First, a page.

Instructional leadership: A meeting with three change agents

13 October 2020

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Bhavna Sawnani
Bhavna Sawnani (on the left) and her colleague work as mentor teachers in Delhi, India.

Why is the role of instructional leader under-exploited at the middle-tier of education systems, despite its potential? Three instructional leaders shared their experiences and good practices in Wales, Rwanda and Delhi, for an online event organized as part of UNESCO’s World Teachers’ Day 2020 celebrations.

Instructional Leaders: At the crossroads between teachers and policy-makers

Their core mission is to support teachers in their teaching practices and professional development through informal feedback. Instructional leaders also bring the voice of school head teachers and teachers into the political decision-making process. Depending on the setting, these instructional leaders do not have the same name. In Delhi, they are given the title of "mentor", while Wales has opted for "associate" and Rwanda for “learning leader."

Situated at the middle-tier of education systems, these support roles are not new. "We have known for a long time that there is potential at this level, but it is not sufficiently tapped. It is somehow neglected in the work on educational quality," said Suzanne Grant Lewis, IIEP Director, during the webinar. What are the conditions for these leadership roles to become positive change agents? The experience of these three instructional leaders provides new evidence on instructional leadership at the middle-tier - and what it takes for change to happen.

Bhavna Sawnani, Delhi, India

In 2016, a teacher mentoring programme was launched in Delhi, as part of an education reform. Teacher Bhavna Sawnani responded to a call for applications to become a mentor teacher. Among the selection criteria defined during the recruitment phase, her creative, innovative and collaborative skills were assessed through a series of individual interviews, group discussions, and psychometric tests. She now works in five schools, as do the 200 other teacher mentors in Delhi. Her work consists of observing the lessons of her fellow teachers, giving them informal feedback and helping them to improve their classroom processes and pedagogical practice through training workshops.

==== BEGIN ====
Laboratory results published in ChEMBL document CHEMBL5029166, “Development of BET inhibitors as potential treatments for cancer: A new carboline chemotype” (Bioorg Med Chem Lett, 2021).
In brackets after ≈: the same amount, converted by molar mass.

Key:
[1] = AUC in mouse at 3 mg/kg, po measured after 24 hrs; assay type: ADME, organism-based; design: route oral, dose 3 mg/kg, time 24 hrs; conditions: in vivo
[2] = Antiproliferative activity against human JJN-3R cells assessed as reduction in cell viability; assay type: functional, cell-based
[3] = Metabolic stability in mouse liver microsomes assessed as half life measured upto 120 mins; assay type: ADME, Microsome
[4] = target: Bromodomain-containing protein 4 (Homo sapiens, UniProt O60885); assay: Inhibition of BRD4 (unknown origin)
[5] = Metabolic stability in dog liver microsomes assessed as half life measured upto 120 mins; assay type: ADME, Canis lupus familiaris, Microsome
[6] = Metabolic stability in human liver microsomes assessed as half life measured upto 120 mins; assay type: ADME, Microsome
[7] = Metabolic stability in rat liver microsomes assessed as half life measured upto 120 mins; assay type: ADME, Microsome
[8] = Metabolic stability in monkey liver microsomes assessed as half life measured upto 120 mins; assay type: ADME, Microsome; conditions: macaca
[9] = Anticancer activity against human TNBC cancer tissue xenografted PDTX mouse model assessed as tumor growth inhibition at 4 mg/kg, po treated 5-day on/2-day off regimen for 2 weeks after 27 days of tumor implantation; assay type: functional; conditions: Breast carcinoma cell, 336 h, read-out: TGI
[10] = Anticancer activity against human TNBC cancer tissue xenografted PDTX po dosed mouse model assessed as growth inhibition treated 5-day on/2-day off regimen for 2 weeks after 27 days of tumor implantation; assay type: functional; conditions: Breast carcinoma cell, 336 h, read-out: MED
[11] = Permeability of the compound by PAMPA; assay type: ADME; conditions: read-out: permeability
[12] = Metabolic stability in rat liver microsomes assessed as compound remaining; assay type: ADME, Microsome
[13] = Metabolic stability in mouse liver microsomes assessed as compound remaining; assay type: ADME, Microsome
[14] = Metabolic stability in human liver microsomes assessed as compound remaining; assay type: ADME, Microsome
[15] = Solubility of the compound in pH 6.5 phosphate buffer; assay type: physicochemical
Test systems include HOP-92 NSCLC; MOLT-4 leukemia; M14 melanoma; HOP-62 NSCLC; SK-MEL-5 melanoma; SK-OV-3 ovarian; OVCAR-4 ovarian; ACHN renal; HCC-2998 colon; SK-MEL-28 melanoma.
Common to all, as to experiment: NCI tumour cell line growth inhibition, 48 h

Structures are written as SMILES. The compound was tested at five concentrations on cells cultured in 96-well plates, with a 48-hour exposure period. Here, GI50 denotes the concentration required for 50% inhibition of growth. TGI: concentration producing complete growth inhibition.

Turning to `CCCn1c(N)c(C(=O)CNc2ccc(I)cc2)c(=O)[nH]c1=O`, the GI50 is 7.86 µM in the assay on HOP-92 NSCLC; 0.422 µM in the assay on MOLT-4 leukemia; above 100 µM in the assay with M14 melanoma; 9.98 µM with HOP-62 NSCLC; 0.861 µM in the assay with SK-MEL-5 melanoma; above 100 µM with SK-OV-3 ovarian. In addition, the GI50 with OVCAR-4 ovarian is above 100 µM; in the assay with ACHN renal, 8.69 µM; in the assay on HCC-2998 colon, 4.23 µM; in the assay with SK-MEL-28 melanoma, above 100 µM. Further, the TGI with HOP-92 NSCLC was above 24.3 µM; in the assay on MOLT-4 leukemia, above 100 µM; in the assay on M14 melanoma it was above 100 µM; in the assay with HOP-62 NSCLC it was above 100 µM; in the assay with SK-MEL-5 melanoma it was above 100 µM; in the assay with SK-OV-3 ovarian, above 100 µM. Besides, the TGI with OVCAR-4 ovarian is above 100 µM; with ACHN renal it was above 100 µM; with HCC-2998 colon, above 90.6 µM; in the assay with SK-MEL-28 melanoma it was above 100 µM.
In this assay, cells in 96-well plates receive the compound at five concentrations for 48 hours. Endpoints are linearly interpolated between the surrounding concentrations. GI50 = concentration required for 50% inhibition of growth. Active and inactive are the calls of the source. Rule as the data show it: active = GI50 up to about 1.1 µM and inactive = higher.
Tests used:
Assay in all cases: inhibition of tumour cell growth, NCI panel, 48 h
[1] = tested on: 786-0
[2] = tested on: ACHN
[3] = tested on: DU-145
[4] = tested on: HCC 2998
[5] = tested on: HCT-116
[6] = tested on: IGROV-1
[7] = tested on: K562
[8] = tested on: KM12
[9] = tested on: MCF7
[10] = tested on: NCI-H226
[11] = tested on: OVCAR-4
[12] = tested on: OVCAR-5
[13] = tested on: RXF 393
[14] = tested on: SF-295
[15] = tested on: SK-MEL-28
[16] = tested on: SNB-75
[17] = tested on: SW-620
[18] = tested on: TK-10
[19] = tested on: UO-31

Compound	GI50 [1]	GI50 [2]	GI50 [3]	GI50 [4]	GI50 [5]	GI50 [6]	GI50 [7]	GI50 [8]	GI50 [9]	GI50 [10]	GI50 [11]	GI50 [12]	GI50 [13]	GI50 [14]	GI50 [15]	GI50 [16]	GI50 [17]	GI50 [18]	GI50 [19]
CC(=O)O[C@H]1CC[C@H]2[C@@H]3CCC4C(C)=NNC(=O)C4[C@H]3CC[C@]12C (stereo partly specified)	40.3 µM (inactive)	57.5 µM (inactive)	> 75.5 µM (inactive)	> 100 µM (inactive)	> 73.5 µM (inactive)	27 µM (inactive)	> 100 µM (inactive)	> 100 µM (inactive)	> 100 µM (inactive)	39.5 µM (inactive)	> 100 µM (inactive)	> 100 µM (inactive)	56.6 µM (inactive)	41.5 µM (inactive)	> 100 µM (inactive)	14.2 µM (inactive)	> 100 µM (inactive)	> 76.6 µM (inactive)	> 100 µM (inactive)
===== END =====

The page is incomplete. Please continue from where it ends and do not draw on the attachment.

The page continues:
At the beginning, she admits that she had to deal with skeptical teachers. Today, she observes concrete changes in the classrooms. 

"By giving them positive feedback, bringing suggestions and encouraging them to share their ideas, teachers realize that mentor teachers are not a threat - but a support for them. (…) Collaboration really works. As teachers now collaborate, the children have started working in groups and have become more confident in sharing their ideas.” -Bhavna Sawnani

 

Deogratias Tuyisingize, Rwanda

Head teacher of the GS Nkanga public school with more than 4,300 students located in rural eastern Rwanda, Deogratias Tuyisingize is also one of the 50 national learning leaders appointed in his country since 2018. In Bugesera district, he supports 15 ‘school leaders’ selected at local level. After completing a continuing professional development course, he started coaching his fellow head teachers to develop their leadership for learning. He also supports teaching communities – at the school level – to improve learning outcomes in English and mathematics. 

"This platform has contributed to improve teachers’ knowledge and understanding of their own school opportunities (...) Today, I’m proud of being able to design strategic school improvements and to use data-driven tools focusing on improving learning outcomes.” - Deogratias Tuyisingize

 

Tegwen Ellis, Wales

After working as a teacher for 32 years – 20 of them as a head teacher – Tegwen Ellis is now Chief Executive of the National Academy for Educational Leadership in Wales. This independent organization was constituted in 2017 as part of a Welsh government plan to improve education standards. They aim to contribute to the development of professional capabilities of current leaders across the Welsh educational system and to develop a strategy for education leadership. To do so, she works with 30 "associates", selected and trained by the Academy. Their role is to support the teacher community, drive change, and evaluate the impact on practice. By giving teachers a voice, the associates also contribute to co-constructing educational policies. 

"During the COVID-19 pandemic, we were invited by the Welsh Government to produce guidelines for all schools across Wales, but also for parents and communities. Our associates informed us about what they needed and were anxious about. (...) Associates are the voice of the profession on behalf of the professionals. Influence on policy decisions comes from within the sector." -Tegwen Ellis